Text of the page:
Details for Daily Bridge

Bridge By Phillip Alder
♠

♥
♦
♣

is it guesswork, or is there a clue?

Dealer: South
Vulnerable: Both
North
♠J74
♥Q5
♦AKQ8
♣AKQ6
West
♠AK83
♥ 10 9 6
♦J54
♣J72

06-08-19

East
♠Q92
♥J2
♦ 10 9 7 6 3
♣ 10 8 3
South
♠ 10 6 5
♥AK8743
♦2
♣954

South
2♥

West
Pass

North
4♥

East
All Pass

Opening lead: ♠ A
Jessica Alba said, “My theory
is that if you look confident, you can
pull off anything -- even if you have
no clue what you’re doing.”
At the bridge table, it pays to
look confident, especially if you are
blatantly overbidding. At other times,
you will not be sure whether partner
has holding A or holding B. But usually there will be a clue available to
tell you.
COPYRIGHT: 2019, UNITED FEATURE SYNDICATE

In today’s deal, look only at the
West and North hands. Defending
against four hearts, West leads the
spade ace: four, nine, five. How
should West continue?
At trick one, East’s job is to
signal whether he has the queen, the
honor touching the two promised by
West’s opening lead. If he does, he
plays the highest spot-card he has;
if he does not, he plays his lowest
spade. However, if East started with
a doubleton spade, he drops the
higher card, playing high-low with a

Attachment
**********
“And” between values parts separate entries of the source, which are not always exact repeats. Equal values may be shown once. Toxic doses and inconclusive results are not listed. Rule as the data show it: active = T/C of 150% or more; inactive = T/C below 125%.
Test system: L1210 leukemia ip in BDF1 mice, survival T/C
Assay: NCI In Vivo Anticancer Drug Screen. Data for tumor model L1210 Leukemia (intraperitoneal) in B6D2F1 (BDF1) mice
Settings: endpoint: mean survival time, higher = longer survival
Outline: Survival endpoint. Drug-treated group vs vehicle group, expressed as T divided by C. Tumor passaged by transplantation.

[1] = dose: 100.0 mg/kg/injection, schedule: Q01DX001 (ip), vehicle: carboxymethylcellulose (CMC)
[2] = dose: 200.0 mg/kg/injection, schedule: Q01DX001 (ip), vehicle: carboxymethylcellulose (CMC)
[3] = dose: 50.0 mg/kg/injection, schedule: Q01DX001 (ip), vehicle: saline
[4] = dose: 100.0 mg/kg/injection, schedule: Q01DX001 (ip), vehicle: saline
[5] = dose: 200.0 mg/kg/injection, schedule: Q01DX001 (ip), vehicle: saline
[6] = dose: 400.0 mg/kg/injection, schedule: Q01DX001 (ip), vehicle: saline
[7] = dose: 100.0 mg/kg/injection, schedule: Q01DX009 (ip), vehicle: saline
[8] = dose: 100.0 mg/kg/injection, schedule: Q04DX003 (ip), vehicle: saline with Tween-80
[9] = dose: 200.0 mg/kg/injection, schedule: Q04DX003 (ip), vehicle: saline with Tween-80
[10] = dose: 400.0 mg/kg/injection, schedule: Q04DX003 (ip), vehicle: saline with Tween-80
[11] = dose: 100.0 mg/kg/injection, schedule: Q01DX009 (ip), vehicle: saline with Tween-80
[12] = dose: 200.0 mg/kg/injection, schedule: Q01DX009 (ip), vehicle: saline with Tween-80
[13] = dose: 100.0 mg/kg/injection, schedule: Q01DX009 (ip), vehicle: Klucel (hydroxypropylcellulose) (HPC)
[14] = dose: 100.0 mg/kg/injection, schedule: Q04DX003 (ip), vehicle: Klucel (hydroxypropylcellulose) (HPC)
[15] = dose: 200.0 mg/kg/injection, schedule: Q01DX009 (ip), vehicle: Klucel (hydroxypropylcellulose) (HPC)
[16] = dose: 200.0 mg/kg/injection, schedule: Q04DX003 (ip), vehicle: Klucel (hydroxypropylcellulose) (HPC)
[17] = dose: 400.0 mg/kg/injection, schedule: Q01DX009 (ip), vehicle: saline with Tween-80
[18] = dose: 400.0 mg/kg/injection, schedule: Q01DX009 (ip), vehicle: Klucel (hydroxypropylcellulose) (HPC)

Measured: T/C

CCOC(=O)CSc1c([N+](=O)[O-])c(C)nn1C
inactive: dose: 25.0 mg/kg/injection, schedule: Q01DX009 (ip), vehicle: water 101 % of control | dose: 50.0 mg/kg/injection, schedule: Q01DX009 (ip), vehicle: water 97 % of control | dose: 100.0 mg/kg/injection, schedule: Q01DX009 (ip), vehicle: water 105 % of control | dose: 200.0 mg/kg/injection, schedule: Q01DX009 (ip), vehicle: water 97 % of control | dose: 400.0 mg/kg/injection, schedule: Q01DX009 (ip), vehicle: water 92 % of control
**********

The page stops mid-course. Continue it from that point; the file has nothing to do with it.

doubleton and planning on ruffing the
third round of the suit. But here, how
does West know whether his partner
has a doubleton or the queen?
There is not so much a clue as
there is the desire to defeat the contract. If East started with two spades,
and the defense begins with two high
spades and a spade ruff, from where
will the fourth defensive trick come?
The next deal!
Given the dummy, the contract
will be defeated only if the defenders take three spades and one heart.
West should continue with the spade
three at trick two. East wins with
his queen and returns the suit. Then
West should lead the 13th spade, and
East should ruff with his heart jack,
which effects an uppercut, promoting
a trump trick for West.

Sat., 6/8

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